Explaining Hollywood: How to become a unit photographer

Illustration showing an on-set photographer aiming his camera while actors prepare to film a scene.
On-set photographers capture moments from a film or TV shoot while also snapping behind-the-scenes photos.
(Illustration by Juliette Toma / For The Times.)

Every day, unit photographer Warrick Page said he jumps out of bed excited to watch — and photograph — cast members and crews creating movies and television series.

Page’s latest work involved photographing HBO’s new series “Winning Time: The Rise of the Lakers Dynasty,” a drama that chronicles the professional and personal lives of the 1980s Los Angeles Lakers.

One day, the production re-created Lakers center Kareem Abdul-Jabbar, who moonlighted as an actor, filming a scene from the 1980 comedy “Airplane!” Page said everyone on set could not stop laughing at one of the scene’s main jokes — a small child telling Abdul-Jabbar (played by Solomon Hughes) that he wasn’t trying hard enough on the court. And Page was front and center, snapping a photo of this hilarious confrontation.


His stills from that scene are on the show’s website. There are also photos of Quincy Isaiah, portraying Magic Johnson, holding up his No. 32 jersey while standing between John C. Reilly, as Jerry Buss, and Michael Boucher, playing Jack Curran.

Also known as on-set photographers or still photographers, unit photographers assist in telling the story of what a movie or television show is about. Their images are used in the press package for media outlets, on the production’s website, on billboards and in social media.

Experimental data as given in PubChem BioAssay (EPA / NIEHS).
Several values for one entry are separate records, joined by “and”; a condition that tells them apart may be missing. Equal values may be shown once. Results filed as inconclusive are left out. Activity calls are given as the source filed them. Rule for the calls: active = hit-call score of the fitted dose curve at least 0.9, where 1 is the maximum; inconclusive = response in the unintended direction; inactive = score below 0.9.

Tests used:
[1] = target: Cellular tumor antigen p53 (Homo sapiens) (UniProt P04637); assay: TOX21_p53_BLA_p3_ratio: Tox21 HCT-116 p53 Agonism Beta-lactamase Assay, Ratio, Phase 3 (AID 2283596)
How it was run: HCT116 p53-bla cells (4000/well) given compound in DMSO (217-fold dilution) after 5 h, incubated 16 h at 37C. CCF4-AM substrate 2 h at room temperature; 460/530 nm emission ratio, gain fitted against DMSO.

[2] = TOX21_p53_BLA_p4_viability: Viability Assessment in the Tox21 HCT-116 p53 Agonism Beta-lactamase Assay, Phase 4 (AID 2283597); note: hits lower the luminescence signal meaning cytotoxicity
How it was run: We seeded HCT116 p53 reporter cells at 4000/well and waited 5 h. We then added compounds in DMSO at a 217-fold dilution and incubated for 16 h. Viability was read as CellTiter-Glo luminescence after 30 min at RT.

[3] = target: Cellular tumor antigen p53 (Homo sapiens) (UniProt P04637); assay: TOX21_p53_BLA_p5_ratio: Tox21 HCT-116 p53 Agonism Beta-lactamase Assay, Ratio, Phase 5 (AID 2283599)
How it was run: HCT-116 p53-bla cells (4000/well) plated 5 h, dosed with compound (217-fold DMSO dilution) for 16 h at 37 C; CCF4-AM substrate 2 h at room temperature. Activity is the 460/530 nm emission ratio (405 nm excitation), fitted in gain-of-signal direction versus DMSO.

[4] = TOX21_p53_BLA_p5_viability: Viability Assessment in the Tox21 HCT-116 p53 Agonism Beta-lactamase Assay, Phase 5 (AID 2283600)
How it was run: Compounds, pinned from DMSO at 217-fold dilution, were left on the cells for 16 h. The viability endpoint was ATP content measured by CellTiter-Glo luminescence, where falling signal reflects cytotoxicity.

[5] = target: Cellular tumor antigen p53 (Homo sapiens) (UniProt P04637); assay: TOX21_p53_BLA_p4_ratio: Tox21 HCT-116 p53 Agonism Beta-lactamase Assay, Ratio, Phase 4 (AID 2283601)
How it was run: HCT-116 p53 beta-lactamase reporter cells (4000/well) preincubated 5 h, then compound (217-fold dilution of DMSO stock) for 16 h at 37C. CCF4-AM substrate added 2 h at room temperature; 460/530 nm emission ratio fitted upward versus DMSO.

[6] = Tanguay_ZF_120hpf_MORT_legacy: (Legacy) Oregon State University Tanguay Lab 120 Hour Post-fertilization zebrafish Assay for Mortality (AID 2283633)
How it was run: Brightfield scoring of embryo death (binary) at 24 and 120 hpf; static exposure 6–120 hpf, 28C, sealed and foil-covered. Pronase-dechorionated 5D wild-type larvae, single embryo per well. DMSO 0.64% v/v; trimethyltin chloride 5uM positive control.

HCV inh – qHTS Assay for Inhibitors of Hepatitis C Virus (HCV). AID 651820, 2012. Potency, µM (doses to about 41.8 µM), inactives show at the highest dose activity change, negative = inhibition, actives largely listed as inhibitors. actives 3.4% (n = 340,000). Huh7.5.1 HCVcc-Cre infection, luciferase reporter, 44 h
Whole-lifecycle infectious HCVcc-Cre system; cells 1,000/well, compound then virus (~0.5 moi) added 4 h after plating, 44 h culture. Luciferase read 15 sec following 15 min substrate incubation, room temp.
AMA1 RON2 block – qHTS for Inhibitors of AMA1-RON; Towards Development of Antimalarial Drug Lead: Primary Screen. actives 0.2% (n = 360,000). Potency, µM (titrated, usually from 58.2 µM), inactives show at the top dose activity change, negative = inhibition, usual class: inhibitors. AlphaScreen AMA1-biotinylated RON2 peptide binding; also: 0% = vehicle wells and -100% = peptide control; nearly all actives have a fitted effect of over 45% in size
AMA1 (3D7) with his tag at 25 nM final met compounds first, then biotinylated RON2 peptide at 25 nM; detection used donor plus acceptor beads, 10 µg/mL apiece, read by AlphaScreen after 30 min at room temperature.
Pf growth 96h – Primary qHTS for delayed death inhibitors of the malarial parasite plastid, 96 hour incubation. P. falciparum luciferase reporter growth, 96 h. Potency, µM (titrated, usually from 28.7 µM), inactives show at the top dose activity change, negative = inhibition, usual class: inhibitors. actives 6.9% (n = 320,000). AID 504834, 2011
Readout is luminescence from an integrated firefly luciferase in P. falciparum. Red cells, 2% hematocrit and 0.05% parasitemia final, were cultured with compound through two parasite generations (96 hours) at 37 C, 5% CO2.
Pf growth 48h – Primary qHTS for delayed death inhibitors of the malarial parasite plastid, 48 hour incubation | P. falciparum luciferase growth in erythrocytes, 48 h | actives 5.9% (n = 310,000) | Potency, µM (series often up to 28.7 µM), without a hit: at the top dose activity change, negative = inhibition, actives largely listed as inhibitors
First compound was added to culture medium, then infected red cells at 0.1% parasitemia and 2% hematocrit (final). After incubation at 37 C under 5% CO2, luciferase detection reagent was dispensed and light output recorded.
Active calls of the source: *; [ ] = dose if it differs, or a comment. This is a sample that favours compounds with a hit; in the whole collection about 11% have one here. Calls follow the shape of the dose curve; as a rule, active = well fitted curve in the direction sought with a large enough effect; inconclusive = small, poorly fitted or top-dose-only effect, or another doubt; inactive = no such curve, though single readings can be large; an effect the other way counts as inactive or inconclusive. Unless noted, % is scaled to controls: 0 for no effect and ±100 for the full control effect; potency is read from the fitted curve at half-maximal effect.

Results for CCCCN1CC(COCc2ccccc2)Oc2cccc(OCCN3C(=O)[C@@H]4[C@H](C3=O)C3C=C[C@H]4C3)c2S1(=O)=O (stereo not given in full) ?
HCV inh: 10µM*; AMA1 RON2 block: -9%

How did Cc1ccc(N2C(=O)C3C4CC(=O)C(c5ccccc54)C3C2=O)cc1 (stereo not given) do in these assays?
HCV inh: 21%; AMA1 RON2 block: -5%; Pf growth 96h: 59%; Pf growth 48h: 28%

These photos (or “stills”) often offer glimpses from the film, but they can also offer a behind-the-scenes view of the production. For example, they could show the director huddling with an actor, actors laughing together in between takes or the director pointing at a position for the gaffer and crew.

The Times spoke with unit photographers Page, Michael Becker, Hopper Stone and Chara Andrews about their experiences on set. Here are their thoughts about how to get started and do well in the field.

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Who becomes a unit photographer?

Unit photographers often have a love for film, and they’re people who would enjoy working on a variety of different sets. It’s not uncommon for unit photographers to come from other types of photography.

Page, for example, was a photojournalist living in London and covering conflicts in areas like Iraq and Gaza when he decided in 2013 to start taking photos on film sets instead. He’d been thinking about making the switch for some time as a way to combine his loves of photography and film.


Page was inspired by photojournalist Karen Ballard’s successful move from news to working on the set of Steven Spielberg’s “Munich.” Ballard continues to photograph current events as well as film sets to this day.

It also helps to be a people person, Becker said, because you’re not on the set every day, and when you are, you’re doing something most actors don’t like: having their picture taken when they’re working.